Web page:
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September 08, 2014
How will UST operator training requirements expand?
"As part of its revisions to the 1988 underground storage tank (UST) regulations, the Environmental Protection Agency (EPA) is greatly expanding UST operator training requirements. Today we will look at some of the main aspects of the proposed revisions and tomorrow we will review specific training requirements."

Highlights of Expanded UST Operator Training

The Energy Policy Act of 2005 amended Subtitle I of the Safe Drinking Water Act (SDWA), which is the federal statute authorizing the UST program. One of the provisions is UST operator training that is required for all states receiving Subtitle I funds, whether the state is approved to run its own UST program or not.

On the other hand, according to the EPA, the operator training grant guidelines do not apply to UST systems in Indian country (where the EPA is the primary implementing agency) and in states and territories that do not meet the requirements of EPA's operator training grant guidelines.

In the proposed regulations, the EPA requires that UST system owners and operators designate individuals for each of the three classes of operators—Class A, Class B, and Class C. More specifically, at least one Class A and one Class B operator must be designated for each UST or group of USTs.

In addition, UST owners and operators must designate all of their employees who meet the definition of “Class C operator” and train them accordingly. All Class C operators must be employees, not contractors. The EPA will also allow just one person to be designated for all three classes; however, that person must also be trained in all three classes. The classes are defined as follows:

Class A operator—The individual with primary responsibility for operating and maintaining a UST system according to applicable requirements established by the implementing agency. The Class A operator typically manages resources and personnel, such as establishing work assignments, to achieve and maintain compliance with regulatory requirements.

Class B operator—The individual with day-to-day responsibility for implementing applicable regulatory requirements established by the implementing agency. The Class B operator typically implements in-the-field aspects of operation, maintenance, and associated recordkeeping for an UST system.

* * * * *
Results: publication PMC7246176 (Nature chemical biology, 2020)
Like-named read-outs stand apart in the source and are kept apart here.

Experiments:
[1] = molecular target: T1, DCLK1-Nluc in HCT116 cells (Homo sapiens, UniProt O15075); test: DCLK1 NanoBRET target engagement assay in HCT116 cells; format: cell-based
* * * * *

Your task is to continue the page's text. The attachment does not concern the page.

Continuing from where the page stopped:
Class C operator—The employee responsible for initially addressing emergencies presented by a spill or release from a UST system. The Class C operator typically controls or monitors dispensing or sale of regulated substances.

It is important to note that “EPA is proposing specific definitions of the three operator classes to distinguish them from the term operator defined in the 1988 UST regulation. Only if a Class A, B, or C operator meets the definition of operator in the 1988 UST regulation will he or she then be subject to the same responsibilities and liabilities as an operator.”

Furthermore, the EPA clarifies that the proposed definitions of Class A, B, and C operators do not relieve owners and operators (as defined in the 1988 UST regulation) from any legal responsibility.

The EPA defines “training program” as any program established by the implementing agency that both provides information to each class of operators and evaluates their knowledge. However, the EPA also proposes to restrict development and administration of the evaluation component of the training for Class A and B operators to independent organizations that are not affiliated with the operators they are training.

For example, Class A and B operators will be allowed to train other Class A, B, and C employees at the same facility; however, they cannot evaluate Class A and B operators that they trained, but can evaluate Class C operators. Implementing agencies may also develop and administer their own training or comparable examination.

In addition, the EPA will allow UST owners and operators to designate contractors as their Class A and B operators, with the caveat that the contractors are actually responsible for all areas covered in that class of training. For example, if a contractor is responsible only for release detection compliance, the contractor would not be eligible for either Class A or Class B operator designation because their responsibilities do not cover all the required training areas.

Owners and operators will also be required to keep records of designated operators, document verification of training or retraining, and keep records for the previous 3 years, which is consistent with the 3-year inspection frequency provided by the Energy Policy Act.

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